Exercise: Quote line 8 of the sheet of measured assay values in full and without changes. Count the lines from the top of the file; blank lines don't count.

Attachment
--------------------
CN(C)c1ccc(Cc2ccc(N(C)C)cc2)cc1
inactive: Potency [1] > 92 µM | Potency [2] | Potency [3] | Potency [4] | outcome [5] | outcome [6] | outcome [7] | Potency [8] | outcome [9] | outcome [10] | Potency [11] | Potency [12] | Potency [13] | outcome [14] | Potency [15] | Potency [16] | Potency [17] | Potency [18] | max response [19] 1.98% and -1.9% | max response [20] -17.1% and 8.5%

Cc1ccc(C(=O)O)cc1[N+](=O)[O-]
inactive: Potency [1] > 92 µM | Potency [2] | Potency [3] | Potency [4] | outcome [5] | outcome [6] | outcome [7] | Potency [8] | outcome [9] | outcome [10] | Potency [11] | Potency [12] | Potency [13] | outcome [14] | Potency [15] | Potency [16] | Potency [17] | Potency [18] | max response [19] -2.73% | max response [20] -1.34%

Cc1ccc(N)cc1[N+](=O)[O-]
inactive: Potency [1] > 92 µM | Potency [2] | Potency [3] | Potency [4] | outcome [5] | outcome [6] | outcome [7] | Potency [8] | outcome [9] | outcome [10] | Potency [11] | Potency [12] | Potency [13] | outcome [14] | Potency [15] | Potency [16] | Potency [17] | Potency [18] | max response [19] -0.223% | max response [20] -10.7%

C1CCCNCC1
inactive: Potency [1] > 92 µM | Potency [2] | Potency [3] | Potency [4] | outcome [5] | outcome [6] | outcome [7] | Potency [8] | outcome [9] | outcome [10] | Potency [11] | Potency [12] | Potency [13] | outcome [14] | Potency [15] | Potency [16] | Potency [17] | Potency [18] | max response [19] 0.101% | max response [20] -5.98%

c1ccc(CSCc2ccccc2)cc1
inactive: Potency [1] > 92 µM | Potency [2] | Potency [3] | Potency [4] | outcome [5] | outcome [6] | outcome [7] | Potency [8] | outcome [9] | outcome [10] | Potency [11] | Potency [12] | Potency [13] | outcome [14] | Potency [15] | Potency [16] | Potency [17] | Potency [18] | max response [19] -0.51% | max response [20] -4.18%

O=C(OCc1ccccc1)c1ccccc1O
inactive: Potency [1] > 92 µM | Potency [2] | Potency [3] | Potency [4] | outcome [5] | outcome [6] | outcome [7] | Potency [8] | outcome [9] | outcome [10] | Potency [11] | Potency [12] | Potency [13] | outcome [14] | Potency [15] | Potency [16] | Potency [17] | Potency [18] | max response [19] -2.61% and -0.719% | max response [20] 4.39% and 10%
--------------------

inactive: Potency [1] > 92 µM | Potency [2] | Potency [3] | Potency [4] | outcome [5] | outcome [6] | outcome [7] | Potency [8] | outcome [9] | outcome [10] | Potency [11] | Potency [12] | Potency [13] | outcome [14] | Potency [15] | Potency [16] | Potency [17] | Potency [18] | max response [19] 0.101% | max response [20] -5.98%